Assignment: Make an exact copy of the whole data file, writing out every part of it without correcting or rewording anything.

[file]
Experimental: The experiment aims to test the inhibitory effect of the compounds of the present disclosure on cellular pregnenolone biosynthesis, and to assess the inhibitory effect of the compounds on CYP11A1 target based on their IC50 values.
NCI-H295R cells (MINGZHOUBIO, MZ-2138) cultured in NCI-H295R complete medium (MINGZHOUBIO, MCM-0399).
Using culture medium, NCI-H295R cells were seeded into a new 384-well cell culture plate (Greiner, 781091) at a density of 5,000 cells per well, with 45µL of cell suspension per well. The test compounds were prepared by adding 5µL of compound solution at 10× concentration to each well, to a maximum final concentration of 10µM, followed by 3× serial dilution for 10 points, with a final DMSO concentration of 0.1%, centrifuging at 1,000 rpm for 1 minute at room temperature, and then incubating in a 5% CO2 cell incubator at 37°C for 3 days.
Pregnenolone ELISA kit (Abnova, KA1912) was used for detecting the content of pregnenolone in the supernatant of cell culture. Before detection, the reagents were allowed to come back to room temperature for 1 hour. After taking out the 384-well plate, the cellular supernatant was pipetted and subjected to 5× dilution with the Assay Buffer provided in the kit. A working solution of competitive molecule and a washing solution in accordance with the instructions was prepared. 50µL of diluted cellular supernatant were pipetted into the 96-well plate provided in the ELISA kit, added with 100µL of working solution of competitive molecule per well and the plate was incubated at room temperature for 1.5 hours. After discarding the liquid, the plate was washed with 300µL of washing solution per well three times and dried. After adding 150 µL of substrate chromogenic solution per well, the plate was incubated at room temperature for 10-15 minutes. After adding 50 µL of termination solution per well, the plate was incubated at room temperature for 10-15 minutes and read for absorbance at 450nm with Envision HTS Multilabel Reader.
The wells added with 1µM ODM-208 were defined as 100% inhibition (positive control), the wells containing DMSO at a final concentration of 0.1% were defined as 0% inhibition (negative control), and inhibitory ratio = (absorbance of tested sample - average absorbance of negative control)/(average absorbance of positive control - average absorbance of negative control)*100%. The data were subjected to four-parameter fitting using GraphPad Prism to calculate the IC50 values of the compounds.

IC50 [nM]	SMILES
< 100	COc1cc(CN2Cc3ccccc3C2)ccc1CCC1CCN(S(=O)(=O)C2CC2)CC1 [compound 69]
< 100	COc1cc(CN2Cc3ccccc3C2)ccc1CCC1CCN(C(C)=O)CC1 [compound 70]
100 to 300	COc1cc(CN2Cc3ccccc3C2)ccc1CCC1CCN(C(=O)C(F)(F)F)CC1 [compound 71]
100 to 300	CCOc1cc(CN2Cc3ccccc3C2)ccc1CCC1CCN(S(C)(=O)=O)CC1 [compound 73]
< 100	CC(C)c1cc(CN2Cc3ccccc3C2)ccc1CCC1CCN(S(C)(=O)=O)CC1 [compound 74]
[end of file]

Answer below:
Experimental: The experiment aims to test the inhibitory effect of the compounds of the present disclosure on cellular pregnenolone biosynthesis, and to assess the inhibitory effect of the compounds on CYP11A1 target based on their IC50 values.
NCI-H295R cells (MINGZHOUBIO, MZ-2138) cultured in NCI-H295R complete medium (MINGZHOUBIO, MCM-0399).
Using culture medium, NCI-H295R cells were seeded into a new 384-well cell culture plate (Greiner, 781091) at a density of 5,000 cells per well, with 45µL of cell suspension per well. The test compounds were prepared by adding 5µL of compound solution at 10× concentration to each well, to a maximum final concentration of 10µM, followed by 3× serial dilution for 10 points, with a final DMSO concentration of 0.1%, centrifuging at 1,000 rpm for 1 minute at room temperature, and then incubating in a 5% CO2 cell incubator at 37°C for 3 days.
Pregnenolone ELISA kit (Abnova, KA1912) was used for detecting the content of pregnenolone in the supernatant of cell culture. Before detection, the reagents were allowed to come back to room temperature for 1 hour. After taking out the 384-well plate, the cellular supernatant was pipetted and subjected to 5× dilution with the Assay Buffer provided in the kit. A working solution of competitive molecule and a washing solution in accordance with the instructions was prepared. 50µL of diluted cellular supernatant were pipetted into the 96-well plate provided in the ELISA kit, added with 100µL of working solution of competitive molecule per well and the plate was incubated at room temperature for 1.5 hours. After discarding the liquid, the plate was washed with 300µL of washing solution per well three times and dried. After adding 150 µL of substrate chromogenic solution per well, the plate was incubated at room temperature for 10-15 minutes. After adding 50 µL of termination solution per well, the plate was incubated at room temperature for 10-15 minutes and read for absorbance at 450nm with Envision HTS Multilabel Reader.
The wells added with 1µM ODM-208 were defined as 100% inhibition (positive control), the wells containing DMSO at a final concentration of 0.1% were defined as 0% inhibition (negative control), and inhibitory ratio = (absorbance of tested sample - average absorbance of negative control)/(average absorbance of positive control - average absorbance of negative control)*100%. The data were subjected to four-parameter fitting using GraphPad Prism to calculate the IC50 values of the compounds.

IC50 [nM]	SMILES
< 100	COc1cc(CN2Cc3ccccc3C2)ccc1CCC1CCN(S(=O)(=O)C2CC2)CC1 [compound 69]
< 100	COc1cc(CN2Cc3ccccc3C2)ccc1CCC1CCN(C(C)=O)CC1 [compound 70]
100 to 300	COc1cc(CN2Cc3ccccc3C2)ccc1CCC1CCN(C(=O)C(F)(F)F)CC1 [compound 71]
100 to 300	CCOc1cc(CN2Cc3ccccc3C2)ccc1CCC1CCN(S(C)(=O)=O)CC1 [compound 73]
< 100	CC(C)c1cc(CN2Cc3ccccc3C2)ccc1CCC1CCN(S(C)(=O)=O)CC1 [compound 74]